Innovating for Kenya

By Nekesa Were
  Published 30 Aug 2017
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On the 8th of August Kenyans across the country and across the world exercised their democratic right and responsibility to elect their political leaders. At the iHub we believe that innovation has a role to play in mitigating all the challenges we face as country and community, including delivering free, fair and credible elections. Together with our partners Ushahidi, Constitution & Reform Education Consortium (CRECO) and InfoNet, we hosted the election situation room for Uchaguzi, a citizen centred election deployment. This is the third time the iHub has hosted the Uchaguzi situation room following our engagement during the 2010 Kenya referendum and the 2013 Kenya General Election.

Now that the elections are mostly complete, aside from court petitions, our focus as country shifts to ensure that all public officers act with prudence, respect systems in place and make good use of public resources with the highest standards of transparency and accountability. The Kenyan Constitution and the institutions it enshrines recognise that sovereignty belongs to the people and that elected leaders are acting on behalf of citizens when they exercise their authority. This social contract represents and generates shared values and corresponding responsibilities that cannot be ignored.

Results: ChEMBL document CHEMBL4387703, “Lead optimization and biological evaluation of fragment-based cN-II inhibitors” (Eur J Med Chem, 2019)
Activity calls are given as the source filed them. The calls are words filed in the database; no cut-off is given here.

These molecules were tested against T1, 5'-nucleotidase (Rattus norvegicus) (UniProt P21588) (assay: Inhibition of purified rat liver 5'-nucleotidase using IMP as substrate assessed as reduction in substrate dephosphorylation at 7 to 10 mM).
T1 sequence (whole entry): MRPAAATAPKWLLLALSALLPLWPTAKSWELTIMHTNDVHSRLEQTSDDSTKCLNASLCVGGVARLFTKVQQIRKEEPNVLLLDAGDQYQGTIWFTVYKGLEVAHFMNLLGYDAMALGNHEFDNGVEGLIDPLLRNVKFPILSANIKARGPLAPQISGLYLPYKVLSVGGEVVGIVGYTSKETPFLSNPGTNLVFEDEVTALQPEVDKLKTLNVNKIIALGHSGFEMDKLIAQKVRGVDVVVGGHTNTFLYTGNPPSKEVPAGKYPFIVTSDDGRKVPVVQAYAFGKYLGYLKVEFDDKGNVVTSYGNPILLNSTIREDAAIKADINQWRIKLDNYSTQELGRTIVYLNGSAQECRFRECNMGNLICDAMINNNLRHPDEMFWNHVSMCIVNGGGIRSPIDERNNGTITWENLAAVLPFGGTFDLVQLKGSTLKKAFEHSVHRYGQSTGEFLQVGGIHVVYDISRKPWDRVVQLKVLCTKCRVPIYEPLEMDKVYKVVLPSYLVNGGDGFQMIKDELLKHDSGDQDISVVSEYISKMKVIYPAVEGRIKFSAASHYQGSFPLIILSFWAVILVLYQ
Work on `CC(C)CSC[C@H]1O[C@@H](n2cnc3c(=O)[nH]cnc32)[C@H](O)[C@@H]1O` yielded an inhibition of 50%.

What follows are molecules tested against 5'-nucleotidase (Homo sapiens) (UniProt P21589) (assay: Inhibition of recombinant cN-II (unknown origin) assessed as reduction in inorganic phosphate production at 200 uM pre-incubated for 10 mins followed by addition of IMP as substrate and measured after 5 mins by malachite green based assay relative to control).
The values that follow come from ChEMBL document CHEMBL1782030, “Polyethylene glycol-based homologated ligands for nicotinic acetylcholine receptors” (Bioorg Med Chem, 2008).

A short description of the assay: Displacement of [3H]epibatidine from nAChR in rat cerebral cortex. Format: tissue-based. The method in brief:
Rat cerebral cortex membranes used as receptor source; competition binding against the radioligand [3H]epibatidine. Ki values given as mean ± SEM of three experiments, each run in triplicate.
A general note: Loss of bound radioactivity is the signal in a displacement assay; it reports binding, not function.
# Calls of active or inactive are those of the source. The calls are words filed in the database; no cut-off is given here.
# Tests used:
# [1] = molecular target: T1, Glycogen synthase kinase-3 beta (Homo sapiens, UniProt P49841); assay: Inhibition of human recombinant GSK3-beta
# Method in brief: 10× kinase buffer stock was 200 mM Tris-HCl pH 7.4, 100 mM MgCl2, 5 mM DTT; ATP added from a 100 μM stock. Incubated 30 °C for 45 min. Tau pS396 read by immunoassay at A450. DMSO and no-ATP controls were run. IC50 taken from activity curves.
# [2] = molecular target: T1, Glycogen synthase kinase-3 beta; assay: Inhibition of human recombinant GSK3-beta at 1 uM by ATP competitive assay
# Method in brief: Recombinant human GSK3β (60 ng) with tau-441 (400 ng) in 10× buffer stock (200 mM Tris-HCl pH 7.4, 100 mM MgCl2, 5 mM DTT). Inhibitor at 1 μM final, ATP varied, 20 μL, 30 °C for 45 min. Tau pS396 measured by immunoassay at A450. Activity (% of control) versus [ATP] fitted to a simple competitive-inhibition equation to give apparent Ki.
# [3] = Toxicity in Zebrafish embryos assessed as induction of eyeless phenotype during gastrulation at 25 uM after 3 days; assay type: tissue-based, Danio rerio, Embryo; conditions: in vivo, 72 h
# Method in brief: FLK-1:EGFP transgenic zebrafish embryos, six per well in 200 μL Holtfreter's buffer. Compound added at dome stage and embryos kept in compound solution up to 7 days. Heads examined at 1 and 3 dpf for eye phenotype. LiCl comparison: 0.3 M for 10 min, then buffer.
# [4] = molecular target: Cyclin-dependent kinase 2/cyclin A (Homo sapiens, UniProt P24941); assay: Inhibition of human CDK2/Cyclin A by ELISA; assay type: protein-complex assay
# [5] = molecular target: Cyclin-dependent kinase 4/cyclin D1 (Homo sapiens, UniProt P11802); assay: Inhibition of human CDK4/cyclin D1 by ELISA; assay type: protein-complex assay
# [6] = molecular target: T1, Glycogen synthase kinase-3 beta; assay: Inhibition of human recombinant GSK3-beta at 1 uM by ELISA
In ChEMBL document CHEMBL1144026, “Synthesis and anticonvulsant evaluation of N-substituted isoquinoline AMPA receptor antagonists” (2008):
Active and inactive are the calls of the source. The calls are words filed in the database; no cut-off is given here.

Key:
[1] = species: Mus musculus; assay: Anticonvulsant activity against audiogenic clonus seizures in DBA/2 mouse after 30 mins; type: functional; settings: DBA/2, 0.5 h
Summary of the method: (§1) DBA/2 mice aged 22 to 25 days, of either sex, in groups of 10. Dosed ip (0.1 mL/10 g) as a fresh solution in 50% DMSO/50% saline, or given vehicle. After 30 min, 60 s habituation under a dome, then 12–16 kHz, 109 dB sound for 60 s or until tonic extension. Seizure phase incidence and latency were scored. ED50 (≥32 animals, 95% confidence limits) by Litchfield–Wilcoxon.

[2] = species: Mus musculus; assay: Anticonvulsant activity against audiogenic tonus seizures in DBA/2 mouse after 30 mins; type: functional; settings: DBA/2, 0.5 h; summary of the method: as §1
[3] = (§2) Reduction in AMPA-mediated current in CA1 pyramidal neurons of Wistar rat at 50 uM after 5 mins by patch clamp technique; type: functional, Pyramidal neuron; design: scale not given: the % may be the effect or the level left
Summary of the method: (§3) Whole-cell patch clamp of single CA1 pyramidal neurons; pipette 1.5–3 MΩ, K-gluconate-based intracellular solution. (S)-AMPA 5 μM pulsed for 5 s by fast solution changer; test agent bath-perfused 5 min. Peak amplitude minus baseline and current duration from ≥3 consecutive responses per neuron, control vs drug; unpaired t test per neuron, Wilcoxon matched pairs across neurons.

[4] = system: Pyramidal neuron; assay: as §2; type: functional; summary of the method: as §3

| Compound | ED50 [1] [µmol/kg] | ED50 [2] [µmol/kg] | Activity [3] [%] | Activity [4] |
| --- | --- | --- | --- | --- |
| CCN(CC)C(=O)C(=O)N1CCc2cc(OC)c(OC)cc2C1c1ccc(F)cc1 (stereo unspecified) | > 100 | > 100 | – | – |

On this Kenya’s innovation community has a crucial role to play. Recent initiatives have shown how technology can bring government services closer to the people for example the e-citizen platform and the Huduma Centers. The iHub has been involved in this drive towards innovation in government from 2012 when our members helped develop the Kenya Open Data Portal, which has over 600 government datasets published in open formats, leading to the development of numerous applications by Kenyan developers. The iHub is also conducting some studies on government responsiveness in the age of ICTs.

The iHub and several other hubs across the country like our friends at Swahili Box (Mombasa), Lake Hub (Kisumu) as well as other communities of innovators in Kenya recognise that there are many ways Kenya’s innovation community can add value. One example is using innovation to increase citizen participation in determining development priorities under the Public Finance Management Act and the County Government Act. The national government’s Intergovernmental Budget and Economic Council and its county equivalent, County Budget and Economic Forum (CBEF), are meant to be open spaces for public participation where National and County Governments ensure inclusivity in development planning, including spaces for participation of interest groups such as women and persons with disabilities. This is an area in which the deployment of appropriate technology can greatly increase the level of participation.

We invite all public officers at national and county levels to leverage on the globally recognised expertise of Kenya’s innovation community and we encourage the innovation community to reach out as well. We must all take seriously our responsibility to constructively and proactively engage in open spaces to ensure that Kenya works for all citizens at national and county levels.

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